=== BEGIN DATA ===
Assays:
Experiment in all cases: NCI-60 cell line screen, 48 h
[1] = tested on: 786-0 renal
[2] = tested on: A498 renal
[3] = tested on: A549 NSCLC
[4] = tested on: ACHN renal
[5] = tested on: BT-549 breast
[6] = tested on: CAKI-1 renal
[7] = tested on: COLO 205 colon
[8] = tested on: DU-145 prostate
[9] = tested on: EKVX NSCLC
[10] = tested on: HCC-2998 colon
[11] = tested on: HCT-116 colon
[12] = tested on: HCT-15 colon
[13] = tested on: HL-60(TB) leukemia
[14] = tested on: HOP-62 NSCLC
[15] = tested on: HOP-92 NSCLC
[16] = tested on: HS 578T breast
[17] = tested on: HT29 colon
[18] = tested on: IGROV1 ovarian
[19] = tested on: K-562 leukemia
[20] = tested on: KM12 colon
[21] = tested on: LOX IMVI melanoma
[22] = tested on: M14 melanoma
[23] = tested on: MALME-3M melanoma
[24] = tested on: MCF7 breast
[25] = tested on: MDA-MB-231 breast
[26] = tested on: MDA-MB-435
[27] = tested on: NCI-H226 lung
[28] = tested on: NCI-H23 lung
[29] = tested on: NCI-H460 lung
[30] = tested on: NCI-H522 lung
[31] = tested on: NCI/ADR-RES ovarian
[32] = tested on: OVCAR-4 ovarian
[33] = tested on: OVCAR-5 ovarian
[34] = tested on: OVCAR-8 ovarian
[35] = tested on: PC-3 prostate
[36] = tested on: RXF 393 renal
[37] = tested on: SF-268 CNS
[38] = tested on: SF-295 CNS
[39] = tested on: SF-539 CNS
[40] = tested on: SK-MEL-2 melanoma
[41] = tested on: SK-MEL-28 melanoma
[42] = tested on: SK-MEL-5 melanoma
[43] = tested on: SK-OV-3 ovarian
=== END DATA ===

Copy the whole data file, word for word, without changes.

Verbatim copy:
Assays:
Experiment in all cases: NCI-60 cell line screen, 48 h
[1] = tested on: 786-0 renal
[2] = tested on: A498 renal
[3] = tested on: A549 NSCLC
[4] = tested on: ACHN renal
[5] = tested on: BT-549 breast
[6] = tested on: CAKI-1 renal
[7] = tested on: COLO 205 colon
[8] = tested on: DU-145 prostate
[9] = tested on: EKVX NSCLC
[10] = tested on: HCC-2998 colon
[11] = tested on: HCT-116 colon
[12] = tested on: HCT-15 colon
[13] = tested on: HL-60(TB) leukemia
[14] = tested on: HOP-62 NSCLC
[15] = tested on: HOP-92 NSCLC
[16] = tested on: HS 578T breast
[17] = tested on: HT29 colon
[18] = tested on: IGROV1 ovarian
[19] = tested on: K-562 leukemia
[20] = tested on: KM12 colon
[21] = tested on: LOX IMVI melanoma
[22] = tested on: M14 melanoma
[23] = tested on: MALME-3M melanoma
[24] = tested on: MCF7 breast
[25] = tested on: MDA-MB-231 breast
[26] = tested on: MDA-MB-435
[27] = tested on: NCI-H226 lung
[28] = tested on: NCI-H23 lung
[29] = tested on: NCI-H460 lung
[30] = tested on: NCI-H522 lung
[31] = tested on: NCI/ADR-RES ovarian
[32] = tested on: OVCAR-4 ovarian
[33] = tested on: OVCAR-5 ovarian
[34] = tested on: OVCAR-8 ovarian
[35] = tested on: PC-3 prostate
[36] = tested on: RXF 393 renal
[37] = tested on: SF-268 CNS
[38] = tested on: SF-295 CNS
[39] = tested on: SF-539 CNS
[40] = tested on: SK-MEL-2 melanoma
[41] = tested on: SK-MEL-28 melanoma
[42] = tested on: SK-MEL-5 melanoma
[43] = tested on: SK-OV-3 ovarian